[[Image:|thumb|300px|right|McIntosh apple]]

Name Variations Edit

About McIntosh Edit

Wikipedia Article About McIntosh on Wikipedia

The McIntosh Red (McIntosh, Mac) is an apple cultivar with red and green skin, a tart flavor and tender, white flesh. It becomes ripe in late September. It is traditionally the most popular cultivar in New England, well known for the pink sauce unpeeled McIntoshes make. Many consider it a superior eating apple and well suited for applesauce, cider, and pies.

Every McIntosh apple has a direct lineage to a single tree discovered in 1811 by John McIntosh on his farm in Dundela, a small Dundas County hamlet located in the Canadian province of Ontario. An emigré from New York's Mohawk Valley, John McIntosh happened upon several wild apple seedlings growing in the woods on his newly acquired land that year. He transplanted them to his garden, and by the following year only one had survived. Several years later, the tree was producing the crisp, delicious fruit that everyone is familiar with today. The discoverer eventually dubbed it the "McIntosh Red", which is still the apple's official name. For years, he had no luck propagating the variety because apples don't grow true from seed. Chance again played a role in 1835 when he and his son, Allen, learned from a visitor the art of grafting cuttings or scions from the original tree. With this cloning technique at their disposal, production of the McIntosh Red could finally branch out.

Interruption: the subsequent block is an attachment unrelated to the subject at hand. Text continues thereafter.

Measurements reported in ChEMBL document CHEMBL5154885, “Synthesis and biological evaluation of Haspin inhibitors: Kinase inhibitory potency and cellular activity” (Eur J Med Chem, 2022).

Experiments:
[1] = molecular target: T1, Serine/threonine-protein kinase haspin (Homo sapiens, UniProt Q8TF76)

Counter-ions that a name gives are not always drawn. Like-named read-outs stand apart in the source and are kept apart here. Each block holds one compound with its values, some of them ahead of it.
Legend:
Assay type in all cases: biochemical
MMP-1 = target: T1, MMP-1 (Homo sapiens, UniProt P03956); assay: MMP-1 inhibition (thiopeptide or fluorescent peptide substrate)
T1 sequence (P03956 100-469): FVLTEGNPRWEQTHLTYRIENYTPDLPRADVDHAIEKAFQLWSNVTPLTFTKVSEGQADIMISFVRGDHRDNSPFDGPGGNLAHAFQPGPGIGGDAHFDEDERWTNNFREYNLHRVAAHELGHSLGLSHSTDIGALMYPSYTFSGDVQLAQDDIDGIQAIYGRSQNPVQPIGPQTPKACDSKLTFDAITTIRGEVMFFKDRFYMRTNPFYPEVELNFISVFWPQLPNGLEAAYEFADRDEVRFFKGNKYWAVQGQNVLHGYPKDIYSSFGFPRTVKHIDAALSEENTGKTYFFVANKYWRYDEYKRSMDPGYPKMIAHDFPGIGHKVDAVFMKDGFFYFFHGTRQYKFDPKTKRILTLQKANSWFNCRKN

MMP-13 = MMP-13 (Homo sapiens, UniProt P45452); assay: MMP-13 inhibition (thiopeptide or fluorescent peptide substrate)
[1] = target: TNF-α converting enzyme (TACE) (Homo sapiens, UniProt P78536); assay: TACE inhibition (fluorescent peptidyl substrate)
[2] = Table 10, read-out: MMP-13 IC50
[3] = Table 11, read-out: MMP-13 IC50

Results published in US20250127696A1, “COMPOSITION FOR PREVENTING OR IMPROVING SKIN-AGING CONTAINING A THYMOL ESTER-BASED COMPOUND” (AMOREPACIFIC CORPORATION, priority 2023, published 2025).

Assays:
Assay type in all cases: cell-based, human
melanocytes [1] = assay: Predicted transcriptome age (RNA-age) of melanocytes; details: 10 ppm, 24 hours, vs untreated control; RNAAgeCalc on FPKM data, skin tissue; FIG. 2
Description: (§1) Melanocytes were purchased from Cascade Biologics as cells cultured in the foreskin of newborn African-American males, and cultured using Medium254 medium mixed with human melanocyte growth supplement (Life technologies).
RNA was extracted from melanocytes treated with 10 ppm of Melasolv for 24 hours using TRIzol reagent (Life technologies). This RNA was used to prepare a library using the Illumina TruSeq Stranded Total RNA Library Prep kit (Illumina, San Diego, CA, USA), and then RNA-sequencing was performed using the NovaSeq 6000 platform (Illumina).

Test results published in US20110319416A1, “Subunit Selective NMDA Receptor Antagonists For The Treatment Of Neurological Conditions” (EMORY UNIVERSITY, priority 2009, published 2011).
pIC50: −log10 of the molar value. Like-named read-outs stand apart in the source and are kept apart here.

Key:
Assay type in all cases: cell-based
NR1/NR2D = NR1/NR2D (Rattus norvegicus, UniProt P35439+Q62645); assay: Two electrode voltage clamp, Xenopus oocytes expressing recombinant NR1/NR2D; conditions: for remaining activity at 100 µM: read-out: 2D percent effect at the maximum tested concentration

By the late 1830s, Allen and his brother Alexander ("Sandy") had taken over the farm operation from their father. From their well organized nursery, they extensively promoted and nurtured the new species. However, it wasn't until the turn of the 20th Century that conditions really began to improve for the McIntosh, with the advent of fungicidal sprays that countered its natural susceptibility to apple scab. Market penetration grew and grew, and today, millions of McIntosh apple trees are in production. The Mac and its hybrids account for more than 50-percent of the apple crop in Canada.

Offspring of the Mac include the firmer Macoun (a Jersey Black cross), Spartan apple (a Newtown Pippin cross), Cortland, Empire, Jonamac, maybe Paula Red, Jersey Mac, and others.

McIntosh apple Recipes Edit

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